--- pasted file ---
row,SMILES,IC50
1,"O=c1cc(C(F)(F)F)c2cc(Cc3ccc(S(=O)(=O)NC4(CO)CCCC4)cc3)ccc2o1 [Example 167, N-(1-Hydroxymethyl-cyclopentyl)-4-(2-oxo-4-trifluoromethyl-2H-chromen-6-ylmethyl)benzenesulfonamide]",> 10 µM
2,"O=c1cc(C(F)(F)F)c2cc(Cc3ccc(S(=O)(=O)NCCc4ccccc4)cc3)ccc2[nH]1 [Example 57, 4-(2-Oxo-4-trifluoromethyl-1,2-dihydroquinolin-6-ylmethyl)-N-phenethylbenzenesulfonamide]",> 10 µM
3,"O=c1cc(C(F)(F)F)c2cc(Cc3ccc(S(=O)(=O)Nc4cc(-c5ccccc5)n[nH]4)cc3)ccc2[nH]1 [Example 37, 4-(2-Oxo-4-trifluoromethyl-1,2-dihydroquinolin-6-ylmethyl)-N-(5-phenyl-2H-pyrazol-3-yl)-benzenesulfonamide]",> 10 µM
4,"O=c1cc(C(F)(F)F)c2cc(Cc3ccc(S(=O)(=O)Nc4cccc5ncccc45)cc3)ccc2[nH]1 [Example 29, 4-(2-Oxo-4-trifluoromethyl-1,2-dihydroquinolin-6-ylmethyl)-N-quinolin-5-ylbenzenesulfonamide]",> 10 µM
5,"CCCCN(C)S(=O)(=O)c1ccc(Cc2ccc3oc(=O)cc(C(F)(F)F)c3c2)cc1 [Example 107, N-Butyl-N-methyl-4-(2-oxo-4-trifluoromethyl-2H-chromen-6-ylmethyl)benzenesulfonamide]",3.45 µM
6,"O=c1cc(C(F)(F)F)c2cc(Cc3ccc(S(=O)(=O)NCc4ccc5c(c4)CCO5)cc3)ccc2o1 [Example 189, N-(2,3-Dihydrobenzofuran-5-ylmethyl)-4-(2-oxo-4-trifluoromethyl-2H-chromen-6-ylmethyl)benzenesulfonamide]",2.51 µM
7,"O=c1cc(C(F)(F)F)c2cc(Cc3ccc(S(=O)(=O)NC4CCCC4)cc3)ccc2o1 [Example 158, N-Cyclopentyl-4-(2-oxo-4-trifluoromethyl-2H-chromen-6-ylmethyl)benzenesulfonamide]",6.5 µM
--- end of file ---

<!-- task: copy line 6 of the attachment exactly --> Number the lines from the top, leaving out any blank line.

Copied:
5,"CCCCN(C)S(=O)(=O)c1ccc(Cc2ccc3oc(=O)cc(C(F)(F)F)c3c2)cc1 [Example 107, N-Butyl-N-methyl-4-(2-oxo-4-trifluoromethyl-2H-chromen-6-ylmethyl)benzenesulfonamide]",3.45 µM